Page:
More than 500 people in Afghanistan eligible to come to New Zealand may have been left to their own fate as the overnight bombing at Kabul Airport has put an end to further New Zealand Defence Force evacuation flights.
Sixty people - including 13 US soldiers - were killed and many others injured after a suicide bomb attack at the crowded gates of the airport.
ISIS-K, an Islamic State affiliate has since claimed responsibility for the attacks.
The government says it is not giving up on helping those stranded in Afghanistan.
But this evening, Minister of Defence Peeni Henare told Checkpoint he could not give an update on numbers of people evacuated from Afghanistan by the NZDF, as processing was underway.
"We sadly couldn't get everybody," Henare said.
He repeated the prime minister's commitment to look at getting those unable to get out.
"We are talking hundreds," of people left behind, he said.
"Once we have been able to process those who have been taken out of Afghanistan over the past 24 hours and compare those across a list we have been preparing ... then we will have a better idea of where things are at and who hasn't been evacuated."
Asked if New Zealand would be going back - for example - to get a man who had been granted a visa for Aotearoa - Henare said "no, we're not".
"As defence minister, I'm saying that our people, the New Zealand Defence Force personnel, are not on the ground. We've taken our people out."
Khairullah Azizi from the Afghan Association had been able to connect with two men trying to get out who were caught up in the bombing.
''Luckily, luckily they survived the bomb blast but went home bloodied from the blood of others and potentially form being injured themselves and so I can't obviously imagine what they went through but those are the two people I know who went through that in terms of coming to New Zealand," Azizi said.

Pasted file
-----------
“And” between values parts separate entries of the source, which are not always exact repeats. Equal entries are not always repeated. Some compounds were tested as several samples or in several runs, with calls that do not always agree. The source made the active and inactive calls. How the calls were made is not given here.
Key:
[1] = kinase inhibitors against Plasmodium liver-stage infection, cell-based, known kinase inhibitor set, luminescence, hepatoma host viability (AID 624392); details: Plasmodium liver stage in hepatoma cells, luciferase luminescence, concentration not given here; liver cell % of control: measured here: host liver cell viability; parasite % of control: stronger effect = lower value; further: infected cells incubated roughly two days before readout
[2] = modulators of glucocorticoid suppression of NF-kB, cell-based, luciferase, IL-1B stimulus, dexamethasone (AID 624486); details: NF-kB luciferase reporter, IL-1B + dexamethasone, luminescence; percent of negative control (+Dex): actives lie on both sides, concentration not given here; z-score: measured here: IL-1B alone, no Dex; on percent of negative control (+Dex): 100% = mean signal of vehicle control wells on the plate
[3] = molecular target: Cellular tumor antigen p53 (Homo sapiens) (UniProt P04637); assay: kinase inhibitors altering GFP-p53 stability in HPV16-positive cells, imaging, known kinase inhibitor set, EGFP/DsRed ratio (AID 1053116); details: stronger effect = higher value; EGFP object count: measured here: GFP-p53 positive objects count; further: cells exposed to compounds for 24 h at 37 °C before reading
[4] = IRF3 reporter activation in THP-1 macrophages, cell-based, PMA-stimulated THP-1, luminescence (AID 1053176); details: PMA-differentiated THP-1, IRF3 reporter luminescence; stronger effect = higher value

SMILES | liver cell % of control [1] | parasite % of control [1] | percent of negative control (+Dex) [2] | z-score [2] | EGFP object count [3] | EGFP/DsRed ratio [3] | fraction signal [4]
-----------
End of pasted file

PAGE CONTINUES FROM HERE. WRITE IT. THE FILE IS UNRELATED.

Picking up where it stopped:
He was unsure what would happen next.
''Whether they made it safe home or not I haven't got an update.''
They would just have to sit and wait until someone gave them an update on what New Zealand and the rest of the forces and allies planned on doing to get other people out, Azizi said.
Former interpreter for the NZDF in Afghanistan Diamond Kazimi said the bombings would not discourage people who were desperate to escape.
''I've got friends and family that just want to get out and they have tried three or four times and were unsuccessful and they went back home. I don't think it will stop the desperation of people trying to leave."
Federation of Multicultural Councils president Pancha Narayanan said it was essential the international community did not give up on Afghanistan.
New Zealand needed to be proactive in helping those who want to leave get out, he said.
''Do we accept that the Taliban are the legitimate government, given that there is no government at the moment? So if they are the ones who are controlling the environment, those are the people that we need to be talking to and negotiating to get these people out.''
It was essential Western countries continue their efforts to save the people who have assisted them in the past from Taliban reprisals, Narayanan said.
''To make sure the people they are responsible for are identified and to make it transparent to the communities in New Zealand what the next steps are going to be. The thing is that we have a moral responsibility to these people.''
The United Nations needed to step up and become involved, he said.
Massey University Centre for Defence and Security Studies' Dr Anna Powles said New Zealand had a moral obligation to continue its focus on Afghanistan.
''We should be taking more refugees. We need to be having that conversation far more so. There has been a great deal of activism in New Zealand around taking a much higher number of refugees. If Uganda can do it, and Mexico can do it, then New Zealand can certainly do it," Powles said.
The security situation in Afghanistan was unstable and blurred between various factions, including the Taliban and ISIS, she said.
''We are likely to see greater insecurity as a consequence and for the Afghan people that is obviously one of their paramount concerns. The degree of insecurity that is going to come about as a consequence of a Taliban takeover.''
Azizi said it was unimaginable just what those still in Afghanistan were going through, with many now in real fear for their lives.